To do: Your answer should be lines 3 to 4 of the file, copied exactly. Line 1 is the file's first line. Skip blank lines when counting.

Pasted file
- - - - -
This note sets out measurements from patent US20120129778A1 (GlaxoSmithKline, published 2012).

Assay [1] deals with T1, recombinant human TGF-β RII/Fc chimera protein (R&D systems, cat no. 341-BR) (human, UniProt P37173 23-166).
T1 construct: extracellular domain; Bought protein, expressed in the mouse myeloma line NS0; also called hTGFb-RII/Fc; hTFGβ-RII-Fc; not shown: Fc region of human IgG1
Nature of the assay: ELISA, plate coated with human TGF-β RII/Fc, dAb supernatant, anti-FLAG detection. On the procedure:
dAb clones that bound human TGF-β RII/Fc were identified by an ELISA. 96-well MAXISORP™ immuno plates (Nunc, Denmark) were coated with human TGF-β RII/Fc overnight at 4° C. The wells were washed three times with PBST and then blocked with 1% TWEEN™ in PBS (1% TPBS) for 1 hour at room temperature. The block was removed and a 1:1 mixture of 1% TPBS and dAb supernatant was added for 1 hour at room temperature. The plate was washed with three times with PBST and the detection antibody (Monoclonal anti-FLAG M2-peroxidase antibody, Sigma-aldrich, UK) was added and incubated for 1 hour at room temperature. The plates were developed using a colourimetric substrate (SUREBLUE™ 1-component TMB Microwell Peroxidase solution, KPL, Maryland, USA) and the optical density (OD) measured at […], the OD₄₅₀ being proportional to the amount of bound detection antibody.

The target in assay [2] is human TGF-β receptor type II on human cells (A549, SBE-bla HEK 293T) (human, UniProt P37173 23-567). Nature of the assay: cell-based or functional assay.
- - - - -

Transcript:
T1 construct: extracellular domain; Bought protein, expressed in the mouse myeloma line NS0; also called hTGFb-RII/Fc; hTFGβ-RII-Fc; not shown: Fc region of human IgG1
Nature of the assay: ELISA, plate coated with human TGF-β RII/Fc, dAb supernatant, anti-FLAG detection. On the procedure: